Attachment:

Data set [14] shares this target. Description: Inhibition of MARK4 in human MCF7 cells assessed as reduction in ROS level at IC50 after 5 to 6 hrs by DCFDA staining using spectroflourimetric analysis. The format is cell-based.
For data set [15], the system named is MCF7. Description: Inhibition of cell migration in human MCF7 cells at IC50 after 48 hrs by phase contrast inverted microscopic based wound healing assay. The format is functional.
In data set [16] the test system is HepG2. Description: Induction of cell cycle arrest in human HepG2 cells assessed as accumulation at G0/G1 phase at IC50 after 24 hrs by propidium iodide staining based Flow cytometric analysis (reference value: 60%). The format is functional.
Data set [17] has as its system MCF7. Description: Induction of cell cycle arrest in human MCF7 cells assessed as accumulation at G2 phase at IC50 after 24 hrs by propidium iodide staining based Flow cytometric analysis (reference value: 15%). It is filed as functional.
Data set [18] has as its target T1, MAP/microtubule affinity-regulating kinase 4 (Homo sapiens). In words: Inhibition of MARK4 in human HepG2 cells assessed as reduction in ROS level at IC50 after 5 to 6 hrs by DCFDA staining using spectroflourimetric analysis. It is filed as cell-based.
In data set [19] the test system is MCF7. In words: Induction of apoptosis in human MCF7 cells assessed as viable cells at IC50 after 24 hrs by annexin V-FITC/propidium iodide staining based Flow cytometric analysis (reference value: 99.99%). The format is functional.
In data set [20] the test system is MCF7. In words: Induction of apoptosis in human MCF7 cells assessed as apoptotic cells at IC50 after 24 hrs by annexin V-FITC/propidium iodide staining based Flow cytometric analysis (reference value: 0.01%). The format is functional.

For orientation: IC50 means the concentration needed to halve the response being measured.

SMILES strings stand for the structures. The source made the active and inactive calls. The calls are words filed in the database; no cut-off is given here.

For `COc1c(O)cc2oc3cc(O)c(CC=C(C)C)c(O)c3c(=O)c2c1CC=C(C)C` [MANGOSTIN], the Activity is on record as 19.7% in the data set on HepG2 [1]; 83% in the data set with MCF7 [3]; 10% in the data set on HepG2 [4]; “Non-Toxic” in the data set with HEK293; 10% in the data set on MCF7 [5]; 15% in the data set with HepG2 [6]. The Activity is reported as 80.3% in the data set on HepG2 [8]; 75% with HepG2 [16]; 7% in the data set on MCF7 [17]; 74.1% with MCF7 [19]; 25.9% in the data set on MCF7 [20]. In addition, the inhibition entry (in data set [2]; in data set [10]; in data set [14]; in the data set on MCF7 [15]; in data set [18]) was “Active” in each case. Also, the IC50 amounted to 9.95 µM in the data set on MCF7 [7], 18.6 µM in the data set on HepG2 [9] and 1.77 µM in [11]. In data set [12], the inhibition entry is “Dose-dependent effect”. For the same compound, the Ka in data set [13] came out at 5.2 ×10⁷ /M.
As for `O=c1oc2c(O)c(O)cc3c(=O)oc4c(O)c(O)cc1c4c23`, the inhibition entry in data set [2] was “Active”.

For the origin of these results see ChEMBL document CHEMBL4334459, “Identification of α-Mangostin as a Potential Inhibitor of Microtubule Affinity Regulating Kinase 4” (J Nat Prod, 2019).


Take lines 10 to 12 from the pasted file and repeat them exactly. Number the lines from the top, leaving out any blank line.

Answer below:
For `COc1c(O)cc2oc3cc(O)c(CC=C(C)C)c(O)c3c(=O)c2c1CC=C(C)C` [MANGOSTIN], the Activity is on record as 19.7% in the data set on HepG2 [1]; 83% in the data set with MCF7 [3]; 10% in the data set on HepG2 [4]; “Non-Toxic” in the data set with HEK293; 10% in the data set on MCF7 [5]; 15% in the data set with HepG2 [6]. The Activity is reported as 80.3% in the data set on HepG2 [8]; 75% with HepG2 [16]; 7% in the data set on MCF7 [17]; 74.1% with MCF7 [19]; 25.9% in the data set on MCF7 [20]. In addition, the inhibition entry (in data set [2]; in data set [10]; in data set [14]; in the data set on MCF7 [15]; in data set [18]) was “Active” in each case. Also, the IC50 amounted to 9.95 µM in the data set on MCF7 [7], 18.6 µM in the data set on HepG2 [9] and 1.77 µM in [11]. In data set [12], the inhibition entry is “Dose-dependent effect”. For the same compound, the Ka in data set [13] came out at 5.2 ×10⁷ /M.
As for `O=c1oc2c(O)c(O)cc3c(=O)oc4c(O)c(O)cc1c4c23`, the inhibition entry in data set [2] was “Active”.

For the origin of these results see ChEMBL document CHEMBL4334459, “Identification of α-Mangostin as a Potential Inhibitor of Microtubule Affinity Regulating Kinase 4” (J Nat Prod, 2019).